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16

We can be fairly certain that humans did not live on Antarctica, the continent, before the 20th century. Since about 15 Ma, the continent has been mostly covered with ice. Ref: Trewby, Mary, ed. Antarctica: An Encyclopedia from Abbott Ice Shelf to Zooplankton. Firefly Books. ISBN 1-55297-590-8. Intermittent warm periods allowed Nothofagus shrubs to ...


12

The imperial regalia of Rome were not a single thing but a collection of various objects carried in tow during processions of the emperor. The main items were various lances and spears along with a standard, which was an embroidered banner surmounted by a gold eagle. The emperor also carried a scepter. The regalia of the Byzantines were all probably lost if ...


12

This is a marble plinth or capital for a decorative column, likely of Classical Roman origin - the harpies and the immodesty of the subjects particularly give it away. There was a major Roman city nearby at Caesarea. It will be impossible to give you more information over the internet - your best bet would be to report its discovery to the Antiquities ...


10

In the story of the Trojan War, if not necessarily in the text of Homer's Iliad, Agamemnon's wife Clytemnestra learns of the fall of Troy via a relay of fire beacons. In Aeschylus' Agamemnon, she's said to have received the news in Mycenae (approximately 400 miles away) the very same night that Troy fell, and Aeschylus describes the path of the transmitted ...


8

I'll summarize what the Jewish Study Bible, 2nd edition says about the subject. This material is from the introduction to Exodus and two essays: "The Religion of the Bible" and "Archeology and the Hebrew Bible". Positive evidence: We know that Semites of similar ethnicity to the Hebrews had for centuries migrated to Egypt in search of food and water during ...


7

Perhaps the story of Odoacer is not quite the right place in which to look for a description of the insignia as they only appear there briefly for metonymycal purposes. However, something can be done from other sources. Jewelry One kind of insignia is the obvious - a crown. Another, less obvious, is a special kind of brooch. Or at least so claims Ann ...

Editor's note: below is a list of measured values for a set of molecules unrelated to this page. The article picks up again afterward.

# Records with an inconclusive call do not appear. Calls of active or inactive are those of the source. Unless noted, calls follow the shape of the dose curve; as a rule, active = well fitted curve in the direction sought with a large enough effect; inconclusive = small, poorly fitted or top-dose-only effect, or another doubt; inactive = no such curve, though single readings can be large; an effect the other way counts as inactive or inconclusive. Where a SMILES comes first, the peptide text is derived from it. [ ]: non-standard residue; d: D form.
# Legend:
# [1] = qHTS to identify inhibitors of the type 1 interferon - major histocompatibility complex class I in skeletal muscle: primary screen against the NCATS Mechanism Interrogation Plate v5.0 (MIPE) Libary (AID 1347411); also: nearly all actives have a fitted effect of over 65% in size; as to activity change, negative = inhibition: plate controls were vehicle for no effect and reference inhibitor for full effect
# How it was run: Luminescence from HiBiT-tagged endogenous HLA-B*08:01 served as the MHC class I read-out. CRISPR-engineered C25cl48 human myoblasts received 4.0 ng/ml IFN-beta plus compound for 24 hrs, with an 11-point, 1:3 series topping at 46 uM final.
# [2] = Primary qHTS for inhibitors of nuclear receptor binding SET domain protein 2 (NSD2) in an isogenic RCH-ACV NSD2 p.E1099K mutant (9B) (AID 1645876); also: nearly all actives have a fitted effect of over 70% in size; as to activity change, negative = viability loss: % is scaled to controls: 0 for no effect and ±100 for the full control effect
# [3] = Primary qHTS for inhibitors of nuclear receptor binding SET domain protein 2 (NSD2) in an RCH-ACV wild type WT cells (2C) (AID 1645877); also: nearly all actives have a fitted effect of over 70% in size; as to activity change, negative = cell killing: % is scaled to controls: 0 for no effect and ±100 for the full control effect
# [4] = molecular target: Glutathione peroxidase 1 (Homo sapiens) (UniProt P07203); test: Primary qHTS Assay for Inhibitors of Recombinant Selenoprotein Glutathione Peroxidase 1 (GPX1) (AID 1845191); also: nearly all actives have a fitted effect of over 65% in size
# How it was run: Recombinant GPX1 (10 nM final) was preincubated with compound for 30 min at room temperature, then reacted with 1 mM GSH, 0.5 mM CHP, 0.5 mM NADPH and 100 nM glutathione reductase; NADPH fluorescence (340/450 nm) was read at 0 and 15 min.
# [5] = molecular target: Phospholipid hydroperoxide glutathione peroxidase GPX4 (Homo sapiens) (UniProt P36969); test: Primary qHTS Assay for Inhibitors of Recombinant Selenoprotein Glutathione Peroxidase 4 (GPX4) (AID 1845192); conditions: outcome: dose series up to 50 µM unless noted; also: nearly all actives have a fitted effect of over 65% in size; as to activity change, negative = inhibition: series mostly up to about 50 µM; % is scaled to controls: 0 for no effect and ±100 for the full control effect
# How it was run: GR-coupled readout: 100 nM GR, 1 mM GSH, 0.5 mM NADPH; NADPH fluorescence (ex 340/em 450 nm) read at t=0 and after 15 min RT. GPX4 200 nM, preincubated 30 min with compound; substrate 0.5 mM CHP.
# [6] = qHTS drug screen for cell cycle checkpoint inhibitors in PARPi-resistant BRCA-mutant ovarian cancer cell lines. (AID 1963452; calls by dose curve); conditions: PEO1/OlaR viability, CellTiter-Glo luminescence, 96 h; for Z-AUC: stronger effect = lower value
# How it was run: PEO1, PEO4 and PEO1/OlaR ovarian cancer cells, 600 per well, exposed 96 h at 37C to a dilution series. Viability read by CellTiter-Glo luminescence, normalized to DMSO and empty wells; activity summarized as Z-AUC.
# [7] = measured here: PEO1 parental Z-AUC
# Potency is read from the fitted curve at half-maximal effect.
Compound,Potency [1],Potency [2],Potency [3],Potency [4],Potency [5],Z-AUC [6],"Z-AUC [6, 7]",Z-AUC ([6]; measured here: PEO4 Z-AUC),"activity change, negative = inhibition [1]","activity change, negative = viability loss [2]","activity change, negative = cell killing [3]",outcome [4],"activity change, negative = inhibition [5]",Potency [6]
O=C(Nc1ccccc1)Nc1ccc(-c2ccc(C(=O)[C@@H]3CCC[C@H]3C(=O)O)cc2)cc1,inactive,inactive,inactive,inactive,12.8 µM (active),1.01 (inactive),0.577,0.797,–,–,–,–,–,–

7

It is generally known as an Archaeological North Arrow. It serves several purposes all at once. The archaeologist will put this down in view of the find, oriented to true North. The scale is usually marked in centimeters, so there is a valid way of determining the size or scale of what is being photographed (many people might use something like a dollar bill ...


7

How many stones high are the pyramids of Giza? Which pyramid at Giza? They're all different. The simple answer is Cheops is now 201 and was originally about 210, but it doesn't mean what you think it means. The layer heights were not consistent, their heights were not precise, the slopes of different pyramids were not consistent, and what we see today ...


7

Several factors will have to come together: They look at patterns in the artifacts. How do they build their houses, make their tools, etc.? When many techniques match, they're assumed to be the same culture. Consider the Beaker Culture. Just one technique could be coincidence, but if many techniques match there seems to be a common culture. They detect ...


6

For reference, here is the official classification from Wikipedia of the conditions necessary for a "pleasant" Antarctic day: Condition 3 Windspeed below 48 knots (55 miles per hour) Visibility greater than 1/4 of a mile (402 meters) Wind chill above −75 °F (−60 °C) Description: Pleasant conditions; all outside travel is permitted. Condition 3 ...


6

An archaeological evidence I think could be impossible: if they analyze the content of the digestive system like they did with Ötzi,even if they can find some bodies like this preserved under some special conditions, will be evidence for a few days of diet. If they analyze some lack of nutrients in the bones that lack might be also due to some other factors, ...


6

It is quite possible to examine diet through archeological means (composition of bones and teeth). However, I don't know that anybody has done a systematic study of such records with an eye towards looking for vegetarianism. The one piece of similar information I am aware of is that teeth of hunter-gatherers are often discernible at a glance, due to the ...


6

Even in England, where given the size of the country and the number of battles you can't help tripping over them, the site of a few very important ones are missing or wrong. Bosworth field, the end of the War of the Roses is certainly commemorated in the wrong place. The site of Boudica's defeat is unknown.


6

Most likely because they never had it to start with. There are two big problems with this portion of the book's thesis: I see no evidence whatsoever put forth in the above text supporting the assertion that human women were socially equal or superior prior to the agricultural revolution. Such evidence should not be hard to come by, simply by talking with ...


5

See the Vindolanda tablets as another example of preserved records on wood. These date from the Roman occupation of Britain.


5